On Friday evening, Bloomberg reported that it has seen an early draft of a study from the Department of Energy (DOE) concluding that renewable energy like wind and solar are not a threat to the reliability of the grid at present. The study was commissioned at the request of Energy Secretary Rick Perry.
If this draft is an accurate reflection of what would be in the final study, the results would be surprising. Perry sent his staffers a memo back in April which never mentioned renewable energy by name but called out “certain policies” that have contributed to the “erosion of critical baseload resources,” like coal, natural gas, nuclear, and hydroelectric power. The tone of the memo, which accused Obama-administration policies of destroying jobs and “[undercutting] the performance of the grid well into the future,” seemed to make the results of the baseload study a fait accompli, which would allow the DOE to set policies to support the coal industry.
Bloomberg says that the July-dated draft contradicts insinuations that renewable energy is the cause of coal plant closures. Instead, the draft blames the low price of natural gas for a market that has been giving less love to coal over the past few years. “Costly environmental regulations and subsidized renewable generation have exacerbated baseload power plant retirements,” Bloomberg quotes from the draft. “However, those factors played minor roles compared to the long-standing drop in electricity demand relative to previous expectation and years of low electric prices driven by high natural gas availability.”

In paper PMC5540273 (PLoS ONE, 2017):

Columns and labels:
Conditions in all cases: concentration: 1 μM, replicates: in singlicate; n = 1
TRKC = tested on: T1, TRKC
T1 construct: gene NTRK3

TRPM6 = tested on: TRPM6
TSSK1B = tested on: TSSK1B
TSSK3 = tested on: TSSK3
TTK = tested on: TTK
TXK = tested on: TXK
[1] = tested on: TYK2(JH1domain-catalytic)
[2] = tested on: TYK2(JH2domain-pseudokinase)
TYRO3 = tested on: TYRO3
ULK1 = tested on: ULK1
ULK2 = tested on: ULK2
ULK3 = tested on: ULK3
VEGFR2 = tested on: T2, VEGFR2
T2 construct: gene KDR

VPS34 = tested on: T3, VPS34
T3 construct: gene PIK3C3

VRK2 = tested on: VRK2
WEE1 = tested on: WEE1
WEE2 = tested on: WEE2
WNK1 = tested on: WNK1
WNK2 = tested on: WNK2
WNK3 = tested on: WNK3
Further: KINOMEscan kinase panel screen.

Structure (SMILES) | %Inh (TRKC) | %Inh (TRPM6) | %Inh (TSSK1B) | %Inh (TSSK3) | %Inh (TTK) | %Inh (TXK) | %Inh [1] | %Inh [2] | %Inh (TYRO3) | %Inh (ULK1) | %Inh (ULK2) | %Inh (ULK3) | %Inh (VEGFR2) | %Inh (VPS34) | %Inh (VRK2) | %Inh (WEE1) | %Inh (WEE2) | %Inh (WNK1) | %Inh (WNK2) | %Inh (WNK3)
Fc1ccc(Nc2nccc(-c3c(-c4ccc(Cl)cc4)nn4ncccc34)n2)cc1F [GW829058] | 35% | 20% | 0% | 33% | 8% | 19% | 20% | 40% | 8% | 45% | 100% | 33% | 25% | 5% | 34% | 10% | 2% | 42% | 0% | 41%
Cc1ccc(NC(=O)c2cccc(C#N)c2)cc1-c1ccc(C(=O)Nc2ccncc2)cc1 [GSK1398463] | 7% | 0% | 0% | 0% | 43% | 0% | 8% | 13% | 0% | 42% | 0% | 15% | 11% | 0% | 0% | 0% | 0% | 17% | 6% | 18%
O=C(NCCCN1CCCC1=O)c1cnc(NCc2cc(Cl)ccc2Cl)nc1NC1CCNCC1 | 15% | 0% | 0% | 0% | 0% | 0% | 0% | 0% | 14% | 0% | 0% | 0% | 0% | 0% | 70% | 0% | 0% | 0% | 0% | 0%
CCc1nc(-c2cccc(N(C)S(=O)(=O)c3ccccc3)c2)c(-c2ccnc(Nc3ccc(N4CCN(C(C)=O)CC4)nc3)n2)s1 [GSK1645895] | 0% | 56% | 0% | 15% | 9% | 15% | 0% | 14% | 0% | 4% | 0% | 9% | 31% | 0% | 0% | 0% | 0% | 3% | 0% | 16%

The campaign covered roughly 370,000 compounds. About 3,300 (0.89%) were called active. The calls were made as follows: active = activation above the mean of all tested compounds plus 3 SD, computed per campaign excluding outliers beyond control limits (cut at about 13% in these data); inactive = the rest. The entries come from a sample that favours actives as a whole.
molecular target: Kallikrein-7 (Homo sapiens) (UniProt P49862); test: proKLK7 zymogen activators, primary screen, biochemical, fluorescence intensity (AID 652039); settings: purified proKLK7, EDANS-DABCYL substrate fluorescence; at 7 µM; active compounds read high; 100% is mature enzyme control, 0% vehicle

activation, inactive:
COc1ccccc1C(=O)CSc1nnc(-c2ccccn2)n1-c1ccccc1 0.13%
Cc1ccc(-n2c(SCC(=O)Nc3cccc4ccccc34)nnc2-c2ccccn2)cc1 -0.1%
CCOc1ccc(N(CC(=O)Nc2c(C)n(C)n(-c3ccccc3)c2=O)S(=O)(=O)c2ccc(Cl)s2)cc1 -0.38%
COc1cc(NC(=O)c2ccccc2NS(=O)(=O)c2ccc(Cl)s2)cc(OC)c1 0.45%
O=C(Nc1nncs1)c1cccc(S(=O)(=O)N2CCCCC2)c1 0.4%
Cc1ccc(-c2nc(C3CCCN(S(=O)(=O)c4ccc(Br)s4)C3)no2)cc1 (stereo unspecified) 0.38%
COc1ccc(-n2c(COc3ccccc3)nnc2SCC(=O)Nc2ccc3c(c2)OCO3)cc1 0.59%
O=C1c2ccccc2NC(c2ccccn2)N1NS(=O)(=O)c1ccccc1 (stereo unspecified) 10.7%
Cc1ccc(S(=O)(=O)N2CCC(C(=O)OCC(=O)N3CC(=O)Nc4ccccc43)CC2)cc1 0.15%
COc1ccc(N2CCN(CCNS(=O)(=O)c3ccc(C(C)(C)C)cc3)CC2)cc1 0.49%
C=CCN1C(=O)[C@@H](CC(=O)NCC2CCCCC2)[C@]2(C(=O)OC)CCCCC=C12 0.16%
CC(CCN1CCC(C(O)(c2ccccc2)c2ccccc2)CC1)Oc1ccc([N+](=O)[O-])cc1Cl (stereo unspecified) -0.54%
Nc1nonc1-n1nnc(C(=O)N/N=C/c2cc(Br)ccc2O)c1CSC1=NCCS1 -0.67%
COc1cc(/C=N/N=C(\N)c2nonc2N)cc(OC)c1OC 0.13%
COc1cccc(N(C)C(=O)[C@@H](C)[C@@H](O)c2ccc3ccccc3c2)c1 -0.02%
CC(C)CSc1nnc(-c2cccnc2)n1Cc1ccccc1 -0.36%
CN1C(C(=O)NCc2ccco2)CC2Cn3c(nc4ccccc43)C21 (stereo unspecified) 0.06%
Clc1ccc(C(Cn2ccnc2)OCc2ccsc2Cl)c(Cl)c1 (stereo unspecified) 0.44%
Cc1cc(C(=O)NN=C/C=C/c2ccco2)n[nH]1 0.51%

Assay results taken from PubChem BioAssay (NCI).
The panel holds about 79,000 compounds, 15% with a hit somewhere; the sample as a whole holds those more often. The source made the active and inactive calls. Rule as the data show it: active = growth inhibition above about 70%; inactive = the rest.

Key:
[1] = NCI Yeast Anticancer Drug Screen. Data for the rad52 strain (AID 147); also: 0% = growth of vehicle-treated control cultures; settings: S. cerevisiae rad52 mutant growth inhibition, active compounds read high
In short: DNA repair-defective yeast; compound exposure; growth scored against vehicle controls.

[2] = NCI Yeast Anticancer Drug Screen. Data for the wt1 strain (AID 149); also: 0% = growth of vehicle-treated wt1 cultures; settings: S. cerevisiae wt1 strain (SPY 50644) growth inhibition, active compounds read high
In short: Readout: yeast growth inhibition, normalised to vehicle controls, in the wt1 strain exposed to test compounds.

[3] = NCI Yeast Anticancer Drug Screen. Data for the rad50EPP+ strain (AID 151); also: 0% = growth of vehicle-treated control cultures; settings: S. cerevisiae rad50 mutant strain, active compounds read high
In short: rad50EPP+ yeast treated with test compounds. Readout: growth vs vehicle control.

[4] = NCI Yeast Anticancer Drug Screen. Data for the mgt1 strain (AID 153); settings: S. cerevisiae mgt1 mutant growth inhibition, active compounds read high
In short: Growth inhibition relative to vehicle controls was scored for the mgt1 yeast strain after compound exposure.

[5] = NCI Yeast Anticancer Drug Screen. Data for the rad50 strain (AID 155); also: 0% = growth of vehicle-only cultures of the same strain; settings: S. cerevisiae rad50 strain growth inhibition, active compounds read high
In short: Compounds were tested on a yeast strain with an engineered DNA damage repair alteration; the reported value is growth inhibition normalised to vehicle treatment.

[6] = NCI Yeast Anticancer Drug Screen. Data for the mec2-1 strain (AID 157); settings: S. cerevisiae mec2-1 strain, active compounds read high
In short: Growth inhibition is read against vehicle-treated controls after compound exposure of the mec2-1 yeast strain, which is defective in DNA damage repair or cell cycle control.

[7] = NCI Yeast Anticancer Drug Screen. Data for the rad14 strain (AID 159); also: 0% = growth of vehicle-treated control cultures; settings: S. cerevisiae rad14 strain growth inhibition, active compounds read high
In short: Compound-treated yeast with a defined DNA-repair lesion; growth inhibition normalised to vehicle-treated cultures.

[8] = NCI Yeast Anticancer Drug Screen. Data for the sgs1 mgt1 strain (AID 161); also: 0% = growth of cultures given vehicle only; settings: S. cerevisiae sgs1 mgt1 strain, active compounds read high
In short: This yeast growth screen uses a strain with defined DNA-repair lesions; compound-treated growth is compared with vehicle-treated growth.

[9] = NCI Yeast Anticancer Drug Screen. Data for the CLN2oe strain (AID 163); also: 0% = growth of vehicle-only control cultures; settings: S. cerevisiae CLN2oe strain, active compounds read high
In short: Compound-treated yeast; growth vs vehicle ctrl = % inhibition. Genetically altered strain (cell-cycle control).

The draft also apparently says that, even though baseload plants are being retired, that doesn’t translate to reliability issues. “The power system is more reliable today due to better planning, market discipline, and better operating rules and standards,” the draft allegedly says. “Grid operators are using technologies, standards and practices to assure that they can continue operating the grid reliably.”
Bloomberg also obtained a separate draft outline from May, which blames aging infrastructure, a leveling-off of demand, and competitive energy markets for the bleak outlook for coal and nuclear generation.
Still, the text of the study, which was originally due out in late June, could change. Energy Department spokesperson Shaylyn Hynes told Bloomberg “Those statements as written are not in the current draft,” noting that it was “constantly evolving.”
The people that Perry tapped to work on the study could give a hint at the direction the final draft will take. One of the study’s authors is Travis Fisher, a former Federal Energy Regulatory Commission (FERC) economist who has written extensively in opposition to tax credits for wind energy and in favor of repealing the Clean Power Plan as well as the Mercury and Air Toxics Standards. In contrast, the principle author is reportedly Alison Silverstein, who worked at FERC under George W. Bush and later went on to consult for the American Council for an Energy Efficient Economy. She has also worked on previous studies for the DOE on renewable energy integration.
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